It’s important to rope in the school and keep them informed about your child’s behaviour. Educate them and it will help them with other children as well. Teachers need to use different strategies to deal with shy kids without putting them on the spot in front of the whole class. When Shradha Shah, mother of two boys, realised her older son was shy and kept to himself, she avoided pushing him into extracurricular activities like elocution and drama, but “encouraged him do things to express himself, things that interested him and helped build his confidence.” Today her healthy and well-adjusted ten-year-old is becoming the leader of the pack in school.
Before parents set about trying to draw their shy child out of their shell, it’s important for parents to first define “shell” for themselves. Dr. Shwetambara Sabharwal, clinical psychologist and psychotherapist, says there is often too much judgment over this natural personality trait. “All of these can also be indications of an intelligent and processing mind. Once we rid ourselves of this biased perception, we can better deal with a child who is quiet, shy or introverted,” she says.
Not every parent has the same approach, nor does every child respond in a similar manner. For Nidhi Sureka, a writer and mother of a 5-year-old girl, gradually putting her child into social settings helped. “At birthday parties, she would just sit in the corner. She wouldn’t even interact with family members or respond to them when spoken to. I knew I had to help her, so I engaged a nanny, took her to more social gatherings and put her in different classes. I gradually did these things so as to not overwhelm her.”
Dr Marker encourages parents to create a system when they are exposing a shy kid to any change, like new places or people, birthday parties or a change of a grade in school.
- Always give enough warning and structure before the exposure.
- Guide them through conversations and narrations.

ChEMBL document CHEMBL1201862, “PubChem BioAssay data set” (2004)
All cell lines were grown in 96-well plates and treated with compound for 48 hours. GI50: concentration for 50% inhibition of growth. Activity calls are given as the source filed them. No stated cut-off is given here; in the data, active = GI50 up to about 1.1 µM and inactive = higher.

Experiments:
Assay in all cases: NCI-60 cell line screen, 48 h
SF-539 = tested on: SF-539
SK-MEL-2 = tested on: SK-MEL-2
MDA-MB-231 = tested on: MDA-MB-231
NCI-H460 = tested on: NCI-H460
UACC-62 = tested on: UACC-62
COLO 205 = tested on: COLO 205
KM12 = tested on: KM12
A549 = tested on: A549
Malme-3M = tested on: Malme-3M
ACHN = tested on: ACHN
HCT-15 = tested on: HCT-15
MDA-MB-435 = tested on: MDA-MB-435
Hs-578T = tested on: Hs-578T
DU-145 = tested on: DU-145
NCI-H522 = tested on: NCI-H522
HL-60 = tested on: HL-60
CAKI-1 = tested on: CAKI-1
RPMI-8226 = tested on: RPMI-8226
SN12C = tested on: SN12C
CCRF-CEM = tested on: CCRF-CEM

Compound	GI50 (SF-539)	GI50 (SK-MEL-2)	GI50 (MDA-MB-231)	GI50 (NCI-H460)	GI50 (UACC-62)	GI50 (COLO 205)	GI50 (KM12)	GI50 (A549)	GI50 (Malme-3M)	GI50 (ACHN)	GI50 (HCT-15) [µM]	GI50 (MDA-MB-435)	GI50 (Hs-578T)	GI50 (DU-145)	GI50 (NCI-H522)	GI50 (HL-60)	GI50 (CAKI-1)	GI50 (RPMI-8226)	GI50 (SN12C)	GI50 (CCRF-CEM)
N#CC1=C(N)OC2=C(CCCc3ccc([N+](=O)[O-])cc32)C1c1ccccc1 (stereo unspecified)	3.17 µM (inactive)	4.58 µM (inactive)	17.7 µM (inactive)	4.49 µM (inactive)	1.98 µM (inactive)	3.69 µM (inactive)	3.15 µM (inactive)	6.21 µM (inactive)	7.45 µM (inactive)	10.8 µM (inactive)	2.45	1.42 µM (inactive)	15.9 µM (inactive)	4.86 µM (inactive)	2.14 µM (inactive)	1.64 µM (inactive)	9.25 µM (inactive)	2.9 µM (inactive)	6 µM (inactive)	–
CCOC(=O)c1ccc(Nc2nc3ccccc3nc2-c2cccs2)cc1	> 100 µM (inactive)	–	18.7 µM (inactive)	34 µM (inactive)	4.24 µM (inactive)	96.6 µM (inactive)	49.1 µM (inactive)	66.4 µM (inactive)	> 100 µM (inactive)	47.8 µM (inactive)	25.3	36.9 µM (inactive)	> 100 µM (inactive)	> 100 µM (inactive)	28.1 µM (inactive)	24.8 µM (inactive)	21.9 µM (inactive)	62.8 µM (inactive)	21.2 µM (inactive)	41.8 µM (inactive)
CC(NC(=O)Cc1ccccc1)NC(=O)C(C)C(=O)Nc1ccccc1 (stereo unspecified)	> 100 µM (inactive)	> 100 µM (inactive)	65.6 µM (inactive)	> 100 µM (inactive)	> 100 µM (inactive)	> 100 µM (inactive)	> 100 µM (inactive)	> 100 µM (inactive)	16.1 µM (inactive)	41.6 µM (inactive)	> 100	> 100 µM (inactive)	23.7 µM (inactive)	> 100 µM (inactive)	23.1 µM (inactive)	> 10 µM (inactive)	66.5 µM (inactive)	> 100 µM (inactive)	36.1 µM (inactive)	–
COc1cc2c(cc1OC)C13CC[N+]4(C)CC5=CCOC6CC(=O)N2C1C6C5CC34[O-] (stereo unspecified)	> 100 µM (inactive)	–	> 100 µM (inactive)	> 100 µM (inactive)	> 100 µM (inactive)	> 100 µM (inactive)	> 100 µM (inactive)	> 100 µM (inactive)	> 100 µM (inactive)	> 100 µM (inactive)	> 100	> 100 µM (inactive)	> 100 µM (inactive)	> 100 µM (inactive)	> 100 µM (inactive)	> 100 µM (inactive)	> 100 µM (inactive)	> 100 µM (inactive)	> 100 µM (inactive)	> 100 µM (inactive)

- Use guided imagery and guide them through what exactly they will be exposed to, that really helps bringing down the anxiety.
“When parents use a guided structure, it will naturally lower the anxiety and prepare the child for what is to come,” he points out.
Saadia Khalifa, an educator with 14 years of experience and currently the co-ordinator at l’Ecole Montessori International School, has a few pointers for worried parents. “We keep an open communication with the parents and stay in the loop with what is going on at home. The school and home environment have to work in tandem,” she says.
Avoid labelling the child saying things like, “Don’t be shy, don’t be silly, don’t be an introvert.” This will only push them to live up it. Instead empathise with the child without comparing, criticising or making light of what they are facing.
If your child shows a special interest in activities like art or music, encourage them. Many kids use art to express themselves when words fail.
For parents who find themselves at sea, there are a few red flags to watch out for before seeking professional help. If the functionality of the child is affected, like not wanting to go to school, lack of sleep, loss of appetite, tearfulness, lack of playfulness, not wanting to meet friends, sudden drop in the usual academic performance, it’s time to make that appointment.
Therapy and counselling apart, your child can thrive with a little bit of patience and understanding. “Giving your kid time and talking to them is the best way forward to help them overcome life’s challenges,” says Shetambara.
So before you try and crack that shell, just take a minute and understand what your child needs. Even a seashore is strewn with different shells and that’s what makes it beautiful.